Wednesday, October 12, 2016

Flightplan (2005)

Note:  This review was originally posted to my Epinions account.

Warning: I’m going to give away some spoilers. I’m not giving away the ending and I’m certainly not giving away that much. However, if you’re not into hearing too many details, don’t read this review just yet.

I remember seeing the coming attractions for flight plan. Mother and daughter are traveling on a plane. The mother, played by Jodie Foster, falls asleep and awakens to find the daughter missing. Since they’re on a plane and no parachutes are missing, the mother is left to assume that the daughter is still on the plane. That’s about all the trailers revealed.

After seeing the trailers, I had to wonder how they could fill almost two hours of film based on just that. Part of the movie deals with why Kyle (the mother) and Julia (the daughter) are on the plane. It turns out that the father died, apparently having killed himself by jumping off of the roof of an apartment building. The bulk of it has to do with what exactly happened.

This is why I’m warning you about the spoilers. I can’t really write an honest review without giving away at least some of the details. For starters, the insanity card is played way too early to be what really happened. Even though you know she’s not crazy, you have to wonder just a little bit. After Kyle discovers Julia missing, she finds (the hard way) out who the air marshal is. The air marshal later informs Kyle that she’s actually transporting two coffins, one of which is for her daughter. There’s no record of Julia having been on board. He even provides evidence that she picked up two bodies from the coroner before leaving.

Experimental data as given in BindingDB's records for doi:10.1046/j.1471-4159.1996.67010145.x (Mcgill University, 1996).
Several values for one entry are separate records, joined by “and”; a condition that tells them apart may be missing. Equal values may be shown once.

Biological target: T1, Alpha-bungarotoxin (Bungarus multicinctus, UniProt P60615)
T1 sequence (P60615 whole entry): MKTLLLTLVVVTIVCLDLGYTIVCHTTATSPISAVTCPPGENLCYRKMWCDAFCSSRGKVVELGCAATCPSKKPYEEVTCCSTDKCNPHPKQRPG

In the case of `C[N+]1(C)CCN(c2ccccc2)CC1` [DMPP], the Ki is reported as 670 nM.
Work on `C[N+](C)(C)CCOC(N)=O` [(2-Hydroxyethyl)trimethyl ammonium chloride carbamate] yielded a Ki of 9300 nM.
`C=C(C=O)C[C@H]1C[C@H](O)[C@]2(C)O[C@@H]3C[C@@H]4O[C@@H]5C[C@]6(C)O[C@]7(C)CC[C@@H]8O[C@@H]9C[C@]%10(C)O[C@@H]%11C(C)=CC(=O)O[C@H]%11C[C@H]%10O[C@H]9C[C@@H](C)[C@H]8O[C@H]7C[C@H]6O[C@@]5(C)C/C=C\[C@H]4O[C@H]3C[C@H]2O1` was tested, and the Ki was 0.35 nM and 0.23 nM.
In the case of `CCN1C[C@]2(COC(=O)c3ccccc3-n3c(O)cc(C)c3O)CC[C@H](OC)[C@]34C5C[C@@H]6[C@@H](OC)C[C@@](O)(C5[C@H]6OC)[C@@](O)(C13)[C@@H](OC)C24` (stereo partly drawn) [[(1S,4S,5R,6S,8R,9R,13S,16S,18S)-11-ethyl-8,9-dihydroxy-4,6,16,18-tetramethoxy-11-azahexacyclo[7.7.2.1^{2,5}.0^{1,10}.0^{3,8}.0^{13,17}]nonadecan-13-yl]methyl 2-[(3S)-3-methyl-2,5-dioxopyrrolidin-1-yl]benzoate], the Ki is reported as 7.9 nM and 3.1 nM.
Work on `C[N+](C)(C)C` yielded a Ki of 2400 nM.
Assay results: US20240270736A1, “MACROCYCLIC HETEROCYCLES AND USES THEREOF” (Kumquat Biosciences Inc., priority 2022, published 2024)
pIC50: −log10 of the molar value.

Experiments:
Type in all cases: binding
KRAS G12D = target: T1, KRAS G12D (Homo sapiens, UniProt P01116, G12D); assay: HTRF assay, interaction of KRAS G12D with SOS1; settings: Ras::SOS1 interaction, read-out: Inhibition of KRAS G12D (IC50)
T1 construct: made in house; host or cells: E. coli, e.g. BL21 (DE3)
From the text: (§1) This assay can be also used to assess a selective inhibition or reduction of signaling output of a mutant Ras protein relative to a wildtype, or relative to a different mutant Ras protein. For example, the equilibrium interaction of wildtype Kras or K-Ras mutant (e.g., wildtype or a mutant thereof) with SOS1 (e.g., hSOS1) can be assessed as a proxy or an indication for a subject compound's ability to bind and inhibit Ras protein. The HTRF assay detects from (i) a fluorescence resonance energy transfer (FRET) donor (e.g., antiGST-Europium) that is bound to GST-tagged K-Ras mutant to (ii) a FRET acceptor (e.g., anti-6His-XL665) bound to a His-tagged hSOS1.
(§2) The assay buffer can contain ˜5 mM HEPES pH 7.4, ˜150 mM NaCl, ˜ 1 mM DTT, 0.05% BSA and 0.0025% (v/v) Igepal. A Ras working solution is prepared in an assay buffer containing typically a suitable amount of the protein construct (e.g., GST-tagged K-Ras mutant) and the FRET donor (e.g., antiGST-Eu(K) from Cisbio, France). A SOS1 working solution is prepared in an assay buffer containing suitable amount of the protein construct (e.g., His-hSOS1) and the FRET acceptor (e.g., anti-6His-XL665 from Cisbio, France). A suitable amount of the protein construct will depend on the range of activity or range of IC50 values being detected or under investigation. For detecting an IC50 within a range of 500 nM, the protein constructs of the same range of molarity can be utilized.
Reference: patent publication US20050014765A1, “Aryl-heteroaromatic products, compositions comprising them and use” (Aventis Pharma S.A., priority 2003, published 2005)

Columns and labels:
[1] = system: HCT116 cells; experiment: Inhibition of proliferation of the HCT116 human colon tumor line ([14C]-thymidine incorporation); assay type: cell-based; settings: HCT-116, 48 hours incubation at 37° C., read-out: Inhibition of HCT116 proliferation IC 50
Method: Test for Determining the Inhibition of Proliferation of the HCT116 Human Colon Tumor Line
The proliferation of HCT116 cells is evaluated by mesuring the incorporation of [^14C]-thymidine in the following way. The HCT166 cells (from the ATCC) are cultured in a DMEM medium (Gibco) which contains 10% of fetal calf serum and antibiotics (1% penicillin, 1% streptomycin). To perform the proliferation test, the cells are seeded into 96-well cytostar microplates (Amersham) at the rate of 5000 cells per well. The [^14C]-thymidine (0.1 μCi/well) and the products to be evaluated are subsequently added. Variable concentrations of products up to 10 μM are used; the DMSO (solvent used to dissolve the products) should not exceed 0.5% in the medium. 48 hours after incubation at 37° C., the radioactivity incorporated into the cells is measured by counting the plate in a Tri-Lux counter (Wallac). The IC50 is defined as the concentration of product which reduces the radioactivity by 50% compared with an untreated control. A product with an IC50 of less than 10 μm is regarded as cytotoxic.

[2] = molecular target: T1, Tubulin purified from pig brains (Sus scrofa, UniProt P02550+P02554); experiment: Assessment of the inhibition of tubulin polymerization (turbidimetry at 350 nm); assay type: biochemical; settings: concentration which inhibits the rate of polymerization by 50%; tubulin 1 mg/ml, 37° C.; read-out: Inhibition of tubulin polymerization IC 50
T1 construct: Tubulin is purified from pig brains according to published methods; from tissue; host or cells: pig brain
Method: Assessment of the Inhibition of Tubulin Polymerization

Kyle starts seeing conspiracies everywhere. There are two passengers who are of Middle-Eastern origin who Kyle swears were looking at her from an apartment across the street. Also, she makes a point to tell the captain that two members of the flight crew weren’t exactly trying that hard when everyone was supposed to be looking for Julia.

You do eventually realize that something major is going on. It actually takes a while to figure out what, though. The writers did a good job of stretching out the story. When I first walked out of the theater, I thought to myself that I had just wasted $6.50 of my hard-earned money, but I began to think and I realized that there really was more to it than that. (Which is why I’m withholding a lot of the details.)

There were two major problems that I had with the story. First, I found it very convenient that no one saw Julia get on. Given that we’re talking about a plane with two floors of seats and a good-sized crew, not one person could corroborate that Kyle had gotten on with someone. The second point was that the whole thing with the Middle-Eastern passengers didn’t go anywhere. It doesn’t really mean anything that they happened to be across the street. Plus, they had an alibi for that night, which was never fully checked out.

The entire story seemed to be one of convenience. Things just happened the way that they needed to happen in order for there to be a two-hour movie. What would have happened if someone had been able to definitively say that they saw Julia? I’m going to give the movie four stars. Despite the complaints, the movie was at least entertaining. I’m going to have to see this movie again, just to be able to pick up on things that I didn’t see before. 

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